A flood of new orders in recent weeks for military UH-72A Lakotas and civil EC-145es assures that Airbus Helicopters’s production line for those medium twins in Columbus, Mississippi, will remain open through at least 2023. Aggregate orders announced over the last 30 days amount to 76 aircraft - 51 UH-72As and 25 EC-145es. Both aircraft use the same airframe, with the former being used by the U.S. Army for primary training, National Guard, and homeland security missions and the latter by mainly civil EMS and utility operators.
Airbus and Metro Aviation announced an order for the 25 EC145es on February 27. Deliveries have already begun and are scheduled to continue over the next four years. The EC145e is a lower-cost variant of the out-of-production EC145C2, a model similar to the UH-72A. Metro was the first customer for the lighter-weight, lower-cost EC145e when it was launched in 2015, and it already flies six of them in air medical roles in various U.S. locations. Airbus's standard VFR avionics package for the EC145e features a glass cockpit with the Garmin G500H and GTN 650 GPS and communication system. It has an mtow weight of 7,903 pounds. The weight savings from Metro's VFR-only avionics package allow an extra 70 gallons of fuel or 200 to 250 pounds of payload, which translate into another hour of endurance or an additional patient, respectively, a Metro spokesman told AIN.
Metro is developing an STC for a lightweight IFR package that it will install into its EC145es at its Shreveport, Louisiana completions facility. Working with Genesys Aerosystems, Metro has developed and received FAA STCs for a VFR electronic flight instrument system (EFIS) and an autopilot and stability augmentation system for the EC145e. IFR certification is expected this year. Metro plans to operate some of the new EC145es in its own medevac fleet, but said it would also remarket others in medevac, utility, and VIP configurations.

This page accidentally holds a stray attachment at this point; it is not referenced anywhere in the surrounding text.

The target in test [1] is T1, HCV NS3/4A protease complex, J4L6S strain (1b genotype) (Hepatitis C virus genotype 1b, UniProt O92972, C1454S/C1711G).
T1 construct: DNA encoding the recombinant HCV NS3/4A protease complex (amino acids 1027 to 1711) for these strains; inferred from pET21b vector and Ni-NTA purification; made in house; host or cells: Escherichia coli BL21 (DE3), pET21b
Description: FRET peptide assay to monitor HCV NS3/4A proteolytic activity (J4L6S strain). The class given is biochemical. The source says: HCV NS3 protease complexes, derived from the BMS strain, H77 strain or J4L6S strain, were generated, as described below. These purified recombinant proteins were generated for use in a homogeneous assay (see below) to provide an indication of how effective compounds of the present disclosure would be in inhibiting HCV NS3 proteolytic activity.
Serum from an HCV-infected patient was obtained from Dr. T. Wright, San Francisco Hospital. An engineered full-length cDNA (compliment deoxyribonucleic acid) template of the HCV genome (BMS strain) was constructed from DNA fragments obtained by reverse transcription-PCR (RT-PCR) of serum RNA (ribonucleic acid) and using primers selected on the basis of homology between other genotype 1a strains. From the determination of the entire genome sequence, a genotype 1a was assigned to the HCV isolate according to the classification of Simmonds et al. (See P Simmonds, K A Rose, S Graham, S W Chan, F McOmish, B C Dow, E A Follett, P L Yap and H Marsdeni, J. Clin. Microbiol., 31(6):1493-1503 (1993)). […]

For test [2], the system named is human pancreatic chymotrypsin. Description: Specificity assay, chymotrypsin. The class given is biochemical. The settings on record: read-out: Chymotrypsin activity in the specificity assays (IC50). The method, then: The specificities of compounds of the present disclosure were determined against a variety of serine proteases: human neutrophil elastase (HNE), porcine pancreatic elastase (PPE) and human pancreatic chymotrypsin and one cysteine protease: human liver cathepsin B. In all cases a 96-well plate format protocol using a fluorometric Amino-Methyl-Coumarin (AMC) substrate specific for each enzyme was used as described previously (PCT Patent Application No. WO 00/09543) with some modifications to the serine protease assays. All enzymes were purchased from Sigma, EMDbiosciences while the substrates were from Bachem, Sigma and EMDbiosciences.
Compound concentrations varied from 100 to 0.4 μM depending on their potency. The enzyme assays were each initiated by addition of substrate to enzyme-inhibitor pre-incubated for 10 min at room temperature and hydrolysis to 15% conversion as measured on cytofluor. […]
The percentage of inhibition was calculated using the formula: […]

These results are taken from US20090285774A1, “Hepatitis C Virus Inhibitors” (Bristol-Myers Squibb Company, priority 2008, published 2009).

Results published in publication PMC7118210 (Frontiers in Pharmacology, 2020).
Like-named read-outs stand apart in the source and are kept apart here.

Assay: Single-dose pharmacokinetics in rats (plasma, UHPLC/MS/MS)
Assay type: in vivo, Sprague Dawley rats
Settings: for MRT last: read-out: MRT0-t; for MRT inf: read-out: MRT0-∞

On March 8, Airbus announced it had received an order for 35 UH-72A Lakotas from the Army valued at $273 million. The contract includes aircraft, associated technical and flight operator manuals, and program management. This procurement is broken into two configurations: 17 UH-72A Lakotas for the flight training Initial Entry Rotary Wing mission at Fort Rucker, Alabama, and 18 UH-72A Lakotas for the observer/controller mission at the Army’s Combat Training Centers. Two weeks later Airbus announced that it had received a second contract valued at $116.9 million for an additional 16 UH-72As to support the mission at Fort Rucker, the Army’s primary rotary wing flight training center. The contract includes the UH-72A production aircraft, associated technical and flight operator manuals, and program management. Fort Rucker is in the process of converting its mixed training fleet of Bell TH-67s and OH-58s to an all UH-72A fleet. Deliveries of this block of aircraft will continue through 2023.
Airbus says it has delivered more than 423 UH-72A Lakotas since the award of the first U.S. Army contract for the aircraft in 2005.